Development Of A High-Throughput Technique To Identify The Mechanism Of Replicative Aging In Single Yeast Cells
Reference : PhD Gilles CHARVIN
Offer publication : April 5, 2016
Background: Finding causal relationships has been a major challenge in ageing research. Through the development of well-controlled systems, our aim is to find such relationships which will open up new avenues for ageing research and - in the long run - may unravel the causes of many age-related diseases in humans.
In the context of the complexity of organismal ageing, the cellular ageing of baker’s yeast, a unicellular eukaryote, has been a powerful model system. However, the full potential of using yeast as a model for ageing of dividing cells has not been fully unlocked. A major problem has been that, with
increased age, the old cells are surrounded by up to a billion progeny cells due to the exponential growth of the population. Only very recently, the Veenhoff and Charvin laboratories, amongst others, have developed novel experimental methods that make aged cells tractable, both on a population
and single cell level. This now allows us to address specific ageing theories, and leads the way to developing higher-throughput methods that eventually allow genome-wide studies.
Specific aims: Yeast has a unique advantage in ageing research because it divides asymmetrically: while the mother cell ages, the daughter cell is born rejuvenated. A major challenge and opportunity is therefore to determine precisely how a rejuvenated daughter yeast cell differs from the aged mother cell, as this would pinpoint the molecular players that define cellular age. In the current proposal, we focus on protein abundance and
subcellular localization, two of the critical parameters that define the protein’s functional state. Imaging single yeast cells over a lifetime by microfluidic methods, such as those developed by the Charvin lab, is uniquely suited to probing both parameters as a function of age. However, these methods are currently low-throughput. With the ultimate aim in mind to study the subcellular localization and abundance of the entire proteome during aging, the first aim of the project is to develop new higher-throughput designs of microfluidic devices and develop tools for high-content automated image analysis.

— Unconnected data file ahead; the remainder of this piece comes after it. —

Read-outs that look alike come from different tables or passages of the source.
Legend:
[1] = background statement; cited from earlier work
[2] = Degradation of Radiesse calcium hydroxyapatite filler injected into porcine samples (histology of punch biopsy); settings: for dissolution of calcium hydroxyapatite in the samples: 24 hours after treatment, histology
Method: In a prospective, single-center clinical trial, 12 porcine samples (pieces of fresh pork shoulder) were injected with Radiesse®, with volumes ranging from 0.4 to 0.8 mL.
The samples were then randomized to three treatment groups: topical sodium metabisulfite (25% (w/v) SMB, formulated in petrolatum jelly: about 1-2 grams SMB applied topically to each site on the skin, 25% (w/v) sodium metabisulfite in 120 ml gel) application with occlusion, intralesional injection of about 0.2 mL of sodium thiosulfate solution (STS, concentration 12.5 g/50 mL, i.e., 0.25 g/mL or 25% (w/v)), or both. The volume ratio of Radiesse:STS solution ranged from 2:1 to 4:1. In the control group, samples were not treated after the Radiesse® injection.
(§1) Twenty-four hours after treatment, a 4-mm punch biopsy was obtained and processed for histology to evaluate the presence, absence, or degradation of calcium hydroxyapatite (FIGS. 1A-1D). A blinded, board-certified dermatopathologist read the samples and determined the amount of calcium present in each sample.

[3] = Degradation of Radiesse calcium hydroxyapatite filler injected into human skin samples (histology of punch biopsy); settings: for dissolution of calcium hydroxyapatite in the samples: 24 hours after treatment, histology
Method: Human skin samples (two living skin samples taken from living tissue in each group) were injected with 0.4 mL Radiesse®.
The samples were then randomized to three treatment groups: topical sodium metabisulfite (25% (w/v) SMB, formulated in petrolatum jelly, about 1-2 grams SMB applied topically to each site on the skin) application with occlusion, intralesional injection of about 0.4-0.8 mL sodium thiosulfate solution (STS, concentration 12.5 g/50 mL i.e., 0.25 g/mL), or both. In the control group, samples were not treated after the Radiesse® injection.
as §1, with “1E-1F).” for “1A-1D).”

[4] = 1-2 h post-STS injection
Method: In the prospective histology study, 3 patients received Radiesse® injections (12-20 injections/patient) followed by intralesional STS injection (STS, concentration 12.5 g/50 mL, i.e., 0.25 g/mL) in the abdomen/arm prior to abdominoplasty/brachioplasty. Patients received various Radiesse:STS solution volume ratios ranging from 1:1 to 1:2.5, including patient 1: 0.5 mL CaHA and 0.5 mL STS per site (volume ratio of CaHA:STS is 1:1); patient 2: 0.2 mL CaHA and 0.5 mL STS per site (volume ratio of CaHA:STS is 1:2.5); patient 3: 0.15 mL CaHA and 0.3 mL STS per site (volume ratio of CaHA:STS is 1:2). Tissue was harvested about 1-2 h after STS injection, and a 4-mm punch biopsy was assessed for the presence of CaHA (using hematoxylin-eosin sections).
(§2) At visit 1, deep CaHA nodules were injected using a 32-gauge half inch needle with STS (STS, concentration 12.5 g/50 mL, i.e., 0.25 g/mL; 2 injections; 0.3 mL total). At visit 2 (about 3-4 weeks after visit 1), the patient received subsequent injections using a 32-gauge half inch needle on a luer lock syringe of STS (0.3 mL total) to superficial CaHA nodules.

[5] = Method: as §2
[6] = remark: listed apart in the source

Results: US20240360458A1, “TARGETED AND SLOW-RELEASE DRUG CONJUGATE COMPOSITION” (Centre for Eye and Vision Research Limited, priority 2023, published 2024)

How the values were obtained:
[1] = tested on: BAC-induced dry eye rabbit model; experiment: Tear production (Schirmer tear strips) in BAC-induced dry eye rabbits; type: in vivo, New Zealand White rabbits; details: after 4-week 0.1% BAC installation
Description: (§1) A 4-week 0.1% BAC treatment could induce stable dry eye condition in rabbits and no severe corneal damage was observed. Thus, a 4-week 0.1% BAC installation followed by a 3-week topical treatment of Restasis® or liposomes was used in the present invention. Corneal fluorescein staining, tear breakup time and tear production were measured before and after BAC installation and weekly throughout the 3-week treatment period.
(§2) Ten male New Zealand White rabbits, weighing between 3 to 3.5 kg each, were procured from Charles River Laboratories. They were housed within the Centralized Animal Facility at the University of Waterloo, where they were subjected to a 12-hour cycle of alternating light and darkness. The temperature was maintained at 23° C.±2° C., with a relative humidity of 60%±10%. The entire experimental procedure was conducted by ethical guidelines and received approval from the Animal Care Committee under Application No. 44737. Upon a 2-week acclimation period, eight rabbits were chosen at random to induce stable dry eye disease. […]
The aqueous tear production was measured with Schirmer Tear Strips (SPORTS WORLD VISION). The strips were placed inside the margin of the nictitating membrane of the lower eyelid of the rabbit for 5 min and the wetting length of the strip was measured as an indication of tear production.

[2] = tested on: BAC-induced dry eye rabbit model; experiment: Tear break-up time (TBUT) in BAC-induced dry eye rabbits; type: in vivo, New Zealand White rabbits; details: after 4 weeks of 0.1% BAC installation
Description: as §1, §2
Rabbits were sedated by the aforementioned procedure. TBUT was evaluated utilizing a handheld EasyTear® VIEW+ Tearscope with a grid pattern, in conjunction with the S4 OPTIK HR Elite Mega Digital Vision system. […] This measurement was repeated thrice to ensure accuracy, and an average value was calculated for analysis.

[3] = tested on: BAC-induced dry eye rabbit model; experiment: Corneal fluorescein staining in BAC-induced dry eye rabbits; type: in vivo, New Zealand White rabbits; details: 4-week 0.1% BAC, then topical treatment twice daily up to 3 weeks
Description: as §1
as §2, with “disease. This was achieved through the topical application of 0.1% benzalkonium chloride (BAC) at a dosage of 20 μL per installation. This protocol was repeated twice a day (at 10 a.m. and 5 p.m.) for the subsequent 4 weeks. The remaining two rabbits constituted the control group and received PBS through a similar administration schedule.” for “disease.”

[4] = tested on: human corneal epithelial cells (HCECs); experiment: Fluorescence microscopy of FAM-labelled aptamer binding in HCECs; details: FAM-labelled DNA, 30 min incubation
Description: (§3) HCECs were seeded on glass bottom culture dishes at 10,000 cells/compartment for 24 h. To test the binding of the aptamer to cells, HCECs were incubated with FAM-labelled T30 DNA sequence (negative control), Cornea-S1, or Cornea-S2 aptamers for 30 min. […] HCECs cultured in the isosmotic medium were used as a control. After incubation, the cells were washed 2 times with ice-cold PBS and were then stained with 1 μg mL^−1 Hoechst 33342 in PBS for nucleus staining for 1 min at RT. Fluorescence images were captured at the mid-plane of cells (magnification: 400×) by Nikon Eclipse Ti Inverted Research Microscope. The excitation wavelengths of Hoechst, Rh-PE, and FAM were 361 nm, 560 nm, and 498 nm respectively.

These developments are needed to exploit, for the first time, baker’s yeast to its full potential in ageing research, decades after the first reports on ageing and rejuvenation in yeast.
Complementary to these investments in method development, we will use the existing low-throughput, but still state-of-the-art, technology to investigate specific ageing theories. In particular, recent data from the Veenhoff laboratory suggest that ageing Nuclear Pore Complexes (NCP’s) – the conserved sole gateway to the nuclear interior of a cell – may be important for ageing of dividing cells. The second aim of this project is therefore to
investigate the effects of ageing NPCs in ageing yeast cells. Here, the PhD student will focus on the role of NPCs in orchestrating the localization of specific chromosome regions at the NPC.
Complementary expertise: The expertise of the Veenhoff laboratory is in yeast ageing and nuclear pore complex biology. The expertise of the Charvin laboratory is in yeast ageing, the design of (yeast ageing) microfluidic devices, and development of tools for high-content automated image analysis.
- WISHED SKILLS : Development of a high-throughput technique to identify the mechanism of replicative aging in single yeast cells
- EXPERTISES WHICH WILL BE ACQUIRED DURING THE TRAINING : Yeast genetics Microfluidics Quantitative imaging and image processing
Application Deadline : Dec. 31, 2016